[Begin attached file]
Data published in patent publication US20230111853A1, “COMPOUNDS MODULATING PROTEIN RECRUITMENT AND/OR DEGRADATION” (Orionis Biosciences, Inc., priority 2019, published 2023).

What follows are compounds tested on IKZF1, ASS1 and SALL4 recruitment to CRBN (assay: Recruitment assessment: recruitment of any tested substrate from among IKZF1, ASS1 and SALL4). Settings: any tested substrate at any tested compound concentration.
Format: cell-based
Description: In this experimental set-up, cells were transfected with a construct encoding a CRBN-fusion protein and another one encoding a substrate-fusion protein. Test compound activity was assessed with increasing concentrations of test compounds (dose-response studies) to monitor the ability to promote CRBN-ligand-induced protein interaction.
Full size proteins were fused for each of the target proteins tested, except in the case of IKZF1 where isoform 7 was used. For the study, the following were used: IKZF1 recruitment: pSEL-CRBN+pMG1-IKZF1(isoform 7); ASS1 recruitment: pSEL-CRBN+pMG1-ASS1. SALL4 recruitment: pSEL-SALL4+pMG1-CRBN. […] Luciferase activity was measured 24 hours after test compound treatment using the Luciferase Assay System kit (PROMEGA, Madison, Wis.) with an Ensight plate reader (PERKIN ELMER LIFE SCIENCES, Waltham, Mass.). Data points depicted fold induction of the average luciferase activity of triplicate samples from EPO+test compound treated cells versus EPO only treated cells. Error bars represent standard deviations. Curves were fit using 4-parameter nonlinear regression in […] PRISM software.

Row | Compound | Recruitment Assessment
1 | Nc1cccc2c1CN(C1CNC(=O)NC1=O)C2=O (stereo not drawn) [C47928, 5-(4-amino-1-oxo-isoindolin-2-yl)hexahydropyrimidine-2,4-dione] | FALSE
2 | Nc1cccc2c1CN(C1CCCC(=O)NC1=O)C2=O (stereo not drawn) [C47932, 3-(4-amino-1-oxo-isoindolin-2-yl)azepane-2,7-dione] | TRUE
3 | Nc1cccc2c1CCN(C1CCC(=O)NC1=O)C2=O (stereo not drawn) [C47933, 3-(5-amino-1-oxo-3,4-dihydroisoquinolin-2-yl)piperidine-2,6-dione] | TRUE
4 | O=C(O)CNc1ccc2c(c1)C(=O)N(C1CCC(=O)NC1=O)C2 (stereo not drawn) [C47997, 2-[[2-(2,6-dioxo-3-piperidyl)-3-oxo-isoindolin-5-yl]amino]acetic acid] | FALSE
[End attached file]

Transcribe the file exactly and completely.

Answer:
Data published in patent publication US20230111853A1, “COMPOUNDS MODULATING PROTEIN RECRUITMENT AND/OR DEGRADATION” (Orionis Biosciences, Inc., priority 2019, published 2023).

What follows are compounds tested on IKZF1, ASS1 and SALL4 recruitment to CRBN (assay: Recruitment assessment: recruitment of any tested substrate from among IKZF1, ASS1 and SALL4). Settings: any tested substrate at any tested compound concentration.
Format: cell-based
Description: In this experimental set-up, cells were transfected with a construct encoding a CRBN-fusion protein and another one encoding a substrate-fusion protein. Test compound activity was assessed with increasing concentrations of test compounds (dose-response studies) to monitor the ability to promote CRBN-ligand-induced protein interaction.
Full size proteins were fused for each of the target proteins tested, except in the case of IKZF1 where isoform 7 was used. For the study, the following were used: IKZF1 recruitment: pSEL-CRBN+pMG1-IKZF1(isoform 7); ASS1 recruitment: pSEL-CRBN+pMG1-ASS1. SALL4 recruitment: pSEL-SALL4+pMG1-CRBN. […] Luciferase activity was measured 24 hours after test compound treatment using the Luciferase Assay System kit (PROMEGA, Madison, Wis.) with an Ensight plate reader (PERKIN ELMER LIFE SCIENCES, Waltham, Mass.). Data points depicted fold induction of the average luciferase activity of triplicate samples from EPO+test compound treated cells versus EPO only treated cells. Error bars represent standard deviations. Curves were fit using 4-parameter nonlinear regression in […] PRISM software.

Row | Compound | Recruitment Assessment
1 | Nc1cccc2c1CN(C1CNC(=O)NC1=O)C2=O (stereo not drawn) [C47928, 5-(4-amino-1-oxo-isoindolin-2-yl)hexahydropyrimidine-2,4-dione] | FALSE
2 | Nc1cccc2c1CN(C1CCCC(=O)NC1=O)C2=O (stereo not drawn) [C47932, 3-(4-amino-1-oxo-isoindolin-2-yl)azepane-2,7-dione] | TRUE
3 | Nc1cccc2c1CCN(C1CCC(=O)NC1=O)C2=O (stereo not drawn) [C47933, 3-(5-amino-1-oxo-3,4-dihydroisoquinolin-2-yl)piperidine-2,6-dione] | TRUE
4 | O=C(O)CNc1ccc2c(c1)C(=O)N(C1CCC(=O)NC1=O)C2 (stereo not drawn) [C47997, 2-[[2-(2,6-dioxo-3-piperidyl)-3-oxo-isoindolin-5-yl]amino]acetic acid] | FALSE